During a recent course we spent some time trout fishing. When we were paddling across a remote lake I offered some of my lures to be trolled. As I handed one of my treasured lures to a course participant, I told him the history of the lure, that I had bought it in 1981, that it had caught more trout than most people ever catch, and that I would miss it sorely if he lost it. He laughted and said he could buy me another one if it were lost. I replied that a new lure could never replace the old one.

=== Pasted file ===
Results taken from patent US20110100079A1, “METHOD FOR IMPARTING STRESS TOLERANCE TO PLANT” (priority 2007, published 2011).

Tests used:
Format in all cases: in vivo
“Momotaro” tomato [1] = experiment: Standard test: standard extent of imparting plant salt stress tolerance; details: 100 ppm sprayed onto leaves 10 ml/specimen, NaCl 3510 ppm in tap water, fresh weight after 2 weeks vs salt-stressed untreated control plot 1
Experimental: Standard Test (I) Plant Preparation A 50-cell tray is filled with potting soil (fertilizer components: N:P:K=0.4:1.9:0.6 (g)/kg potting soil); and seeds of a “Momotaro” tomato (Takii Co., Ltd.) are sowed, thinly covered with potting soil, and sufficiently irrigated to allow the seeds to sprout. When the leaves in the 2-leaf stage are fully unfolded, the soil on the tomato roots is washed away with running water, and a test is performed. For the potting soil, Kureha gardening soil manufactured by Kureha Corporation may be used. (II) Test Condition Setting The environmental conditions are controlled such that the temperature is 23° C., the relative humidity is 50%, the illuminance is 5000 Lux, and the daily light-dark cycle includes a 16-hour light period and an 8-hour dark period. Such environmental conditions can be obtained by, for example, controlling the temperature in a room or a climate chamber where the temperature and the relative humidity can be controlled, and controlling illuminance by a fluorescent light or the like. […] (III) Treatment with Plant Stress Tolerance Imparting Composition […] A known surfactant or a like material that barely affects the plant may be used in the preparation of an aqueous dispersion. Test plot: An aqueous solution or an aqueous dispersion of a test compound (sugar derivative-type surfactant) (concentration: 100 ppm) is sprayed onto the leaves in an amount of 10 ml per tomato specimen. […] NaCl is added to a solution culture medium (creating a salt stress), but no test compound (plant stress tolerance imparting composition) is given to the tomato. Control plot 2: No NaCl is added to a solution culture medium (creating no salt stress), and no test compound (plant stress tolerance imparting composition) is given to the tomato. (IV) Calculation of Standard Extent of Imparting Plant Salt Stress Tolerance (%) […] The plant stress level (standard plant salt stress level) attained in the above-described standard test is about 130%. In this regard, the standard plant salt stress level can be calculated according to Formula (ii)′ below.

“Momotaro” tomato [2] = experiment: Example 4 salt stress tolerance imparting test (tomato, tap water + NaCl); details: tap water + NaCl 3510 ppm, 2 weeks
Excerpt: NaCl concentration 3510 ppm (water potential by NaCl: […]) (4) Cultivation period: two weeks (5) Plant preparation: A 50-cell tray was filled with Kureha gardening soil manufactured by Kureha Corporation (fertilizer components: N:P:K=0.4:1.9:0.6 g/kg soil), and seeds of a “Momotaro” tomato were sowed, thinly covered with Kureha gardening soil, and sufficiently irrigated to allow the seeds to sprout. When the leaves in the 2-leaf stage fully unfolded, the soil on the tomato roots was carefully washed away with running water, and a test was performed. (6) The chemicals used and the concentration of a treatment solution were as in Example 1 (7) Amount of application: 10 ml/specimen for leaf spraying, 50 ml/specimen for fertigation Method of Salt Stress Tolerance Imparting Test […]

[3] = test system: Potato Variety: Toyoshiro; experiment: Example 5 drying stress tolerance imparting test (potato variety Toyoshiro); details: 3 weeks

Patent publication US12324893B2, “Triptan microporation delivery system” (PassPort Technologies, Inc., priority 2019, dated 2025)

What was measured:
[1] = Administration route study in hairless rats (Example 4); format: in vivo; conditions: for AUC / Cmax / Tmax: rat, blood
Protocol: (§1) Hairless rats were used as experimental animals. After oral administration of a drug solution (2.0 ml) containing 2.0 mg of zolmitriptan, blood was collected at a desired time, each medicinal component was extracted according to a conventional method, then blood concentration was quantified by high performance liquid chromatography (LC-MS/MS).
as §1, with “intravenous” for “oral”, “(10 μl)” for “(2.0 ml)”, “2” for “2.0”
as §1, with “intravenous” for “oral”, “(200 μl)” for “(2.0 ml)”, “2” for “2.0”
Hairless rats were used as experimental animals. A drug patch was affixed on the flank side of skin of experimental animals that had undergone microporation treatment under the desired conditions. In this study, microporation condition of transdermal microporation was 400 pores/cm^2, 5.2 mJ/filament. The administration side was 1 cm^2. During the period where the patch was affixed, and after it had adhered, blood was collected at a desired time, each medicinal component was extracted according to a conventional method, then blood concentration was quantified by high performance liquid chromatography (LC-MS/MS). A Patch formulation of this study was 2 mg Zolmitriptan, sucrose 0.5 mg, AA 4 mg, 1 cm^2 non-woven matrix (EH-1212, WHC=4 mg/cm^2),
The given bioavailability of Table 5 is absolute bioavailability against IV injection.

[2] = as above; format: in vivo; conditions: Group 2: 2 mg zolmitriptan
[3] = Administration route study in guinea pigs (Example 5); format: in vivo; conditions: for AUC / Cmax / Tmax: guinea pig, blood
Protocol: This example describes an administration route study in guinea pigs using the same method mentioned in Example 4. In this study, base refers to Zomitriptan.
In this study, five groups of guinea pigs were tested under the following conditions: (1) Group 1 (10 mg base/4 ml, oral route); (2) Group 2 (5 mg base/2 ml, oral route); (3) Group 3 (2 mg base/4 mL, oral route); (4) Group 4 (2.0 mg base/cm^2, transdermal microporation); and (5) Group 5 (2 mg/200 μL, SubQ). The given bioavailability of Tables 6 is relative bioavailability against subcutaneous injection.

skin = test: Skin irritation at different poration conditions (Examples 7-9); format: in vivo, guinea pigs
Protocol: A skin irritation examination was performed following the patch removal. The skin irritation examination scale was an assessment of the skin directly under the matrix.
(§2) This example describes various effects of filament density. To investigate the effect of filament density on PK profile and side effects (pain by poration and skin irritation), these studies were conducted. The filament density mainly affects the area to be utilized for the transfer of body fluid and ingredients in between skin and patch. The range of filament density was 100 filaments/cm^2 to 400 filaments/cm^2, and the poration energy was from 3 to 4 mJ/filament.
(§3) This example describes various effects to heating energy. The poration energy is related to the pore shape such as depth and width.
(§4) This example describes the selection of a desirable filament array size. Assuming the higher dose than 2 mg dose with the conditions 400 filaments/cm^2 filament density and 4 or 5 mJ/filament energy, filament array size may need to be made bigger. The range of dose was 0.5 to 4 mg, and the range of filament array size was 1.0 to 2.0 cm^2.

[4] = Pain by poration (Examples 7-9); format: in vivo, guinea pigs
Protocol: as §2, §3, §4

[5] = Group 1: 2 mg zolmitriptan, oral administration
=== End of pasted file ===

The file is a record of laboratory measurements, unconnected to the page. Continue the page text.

He didn’t quite get the point I was making. Money, and new lures, had nothing to do with it. It was about respect. It was about appreciation of the history of the lure and the experiences in which it had played a role. It was about realizing that money, as a means of exchange, can’t buy everything. To me, the things money can buy pale in comparison to the things it can’t.